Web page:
The American Institute of Architects, the AIA Foundation and architect-engineer HOK are joining forces to bridge the gap between research and practice in the area of design and health. Under a memorandum of understanding signed last month, HOK, in collaboration with the AIA’s Design and Health Research Consortium, will hold as many as four focus groups in cities across the U.S. to evaluate existing research and identify practice-focused needs for future research to support designing for health.
"This is an opportunity for the AIA, with HOK, to bring in a network of clients and designers who will help the AIA and the consortium teams to understand how research can be most helpful in practice and what may be missing in research in terms of how it's geared toward practice," says Marta Zaniewski, AIA's director for industry relations. "HOK is a great debut partner for the consortium," says Zaniewski. AIA and the consortium hope to add to the list of firm-partners, she adds.
The AIA has organized its design-and-health initiative around six evidence-based approaches—that is, environmental quality, natural systems, physical activity, safety, sensory environments and social connectedness—that architects can use at the building and urban scale.
“We’re excited about the ability of the academic researchers to put metrics behind the impact of design on respiratory illness, obesity, diabetes and other health issues," says Anica Landreneau, director of HOK’s global sustainable practice. “If you can show that design interventions have a positive impact on health, [then] owners, developers and cities can justify measures to improve the built environment."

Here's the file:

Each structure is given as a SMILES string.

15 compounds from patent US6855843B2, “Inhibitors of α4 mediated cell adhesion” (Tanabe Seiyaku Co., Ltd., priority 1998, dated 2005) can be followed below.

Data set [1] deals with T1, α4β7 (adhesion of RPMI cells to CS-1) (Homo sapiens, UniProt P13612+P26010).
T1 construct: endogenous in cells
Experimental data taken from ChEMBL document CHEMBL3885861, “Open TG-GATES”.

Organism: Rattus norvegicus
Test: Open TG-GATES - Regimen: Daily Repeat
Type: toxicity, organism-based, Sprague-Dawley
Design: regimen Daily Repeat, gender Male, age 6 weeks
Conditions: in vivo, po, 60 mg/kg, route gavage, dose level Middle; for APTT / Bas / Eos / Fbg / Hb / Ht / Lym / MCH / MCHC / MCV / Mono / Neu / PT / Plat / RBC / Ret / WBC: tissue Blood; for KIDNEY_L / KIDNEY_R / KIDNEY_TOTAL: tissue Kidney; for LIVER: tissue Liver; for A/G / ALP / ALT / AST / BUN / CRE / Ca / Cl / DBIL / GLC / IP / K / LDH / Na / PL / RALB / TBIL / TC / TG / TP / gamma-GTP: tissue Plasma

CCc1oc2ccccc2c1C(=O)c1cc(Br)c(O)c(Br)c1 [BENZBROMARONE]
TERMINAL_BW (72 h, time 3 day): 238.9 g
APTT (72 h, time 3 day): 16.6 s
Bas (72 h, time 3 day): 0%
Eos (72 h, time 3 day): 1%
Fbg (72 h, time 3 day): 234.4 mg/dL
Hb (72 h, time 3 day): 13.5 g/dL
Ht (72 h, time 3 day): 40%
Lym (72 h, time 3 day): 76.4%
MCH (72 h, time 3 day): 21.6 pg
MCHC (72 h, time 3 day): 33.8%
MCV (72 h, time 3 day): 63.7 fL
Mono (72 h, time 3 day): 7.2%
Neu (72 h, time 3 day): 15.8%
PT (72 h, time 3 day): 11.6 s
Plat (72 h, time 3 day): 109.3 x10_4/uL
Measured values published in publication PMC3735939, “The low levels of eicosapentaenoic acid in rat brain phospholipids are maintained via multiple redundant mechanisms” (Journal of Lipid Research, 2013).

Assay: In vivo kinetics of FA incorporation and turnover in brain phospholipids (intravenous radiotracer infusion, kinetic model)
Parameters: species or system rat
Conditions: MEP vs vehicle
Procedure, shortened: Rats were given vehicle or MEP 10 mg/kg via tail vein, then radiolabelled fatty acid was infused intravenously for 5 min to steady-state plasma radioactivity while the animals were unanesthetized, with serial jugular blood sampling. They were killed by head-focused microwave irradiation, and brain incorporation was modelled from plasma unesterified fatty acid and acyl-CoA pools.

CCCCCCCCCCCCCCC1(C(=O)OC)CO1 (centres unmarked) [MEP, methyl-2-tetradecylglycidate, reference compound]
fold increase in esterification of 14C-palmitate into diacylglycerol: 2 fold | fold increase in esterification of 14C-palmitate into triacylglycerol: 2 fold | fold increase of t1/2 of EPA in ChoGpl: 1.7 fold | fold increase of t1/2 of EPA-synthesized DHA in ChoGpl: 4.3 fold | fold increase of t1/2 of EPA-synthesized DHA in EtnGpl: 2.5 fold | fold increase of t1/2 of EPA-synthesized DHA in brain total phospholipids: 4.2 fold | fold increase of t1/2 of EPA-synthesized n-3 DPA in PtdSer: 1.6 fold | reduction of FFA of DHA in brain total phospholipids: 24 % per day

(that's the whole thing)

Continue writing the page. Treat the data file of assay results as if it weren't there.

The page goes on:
The AIA, the AIA Foundation and the Association of Collegiate Schools of Architecture in late 2014 established the consortium, which currently has 17 schools of architecture as members, to “advance university-led research in design and health.” Schools such as Columbia University, Drexel University, Texas A&M University and the University of California, San Diego, are participating.
In its first year, the 11 charter-member schools collected almost $12 million for research that connects design to health; developed and offered more than 90 university courses on the subject, to prepare the next generation for the design-health movement; and held 140 public events, including at AIA chapters nationwide, that connected almost 2,000 design professionals and community members.
By the end of the month, AIA expects to have introduced the consortium members to HOK's sustainable-design practice. By the end of the summer, three or four focus groups will be identified, based on matching up research at member universities with regions in which HOK has an office. The meetings will be held by next May.
HOK is volunteering its time and office space to help organize and hold the focus groups. “There is no remuneration,” says Landreneau. “It is our contribution because it’s an area that, as designers, we all care about,” she adds.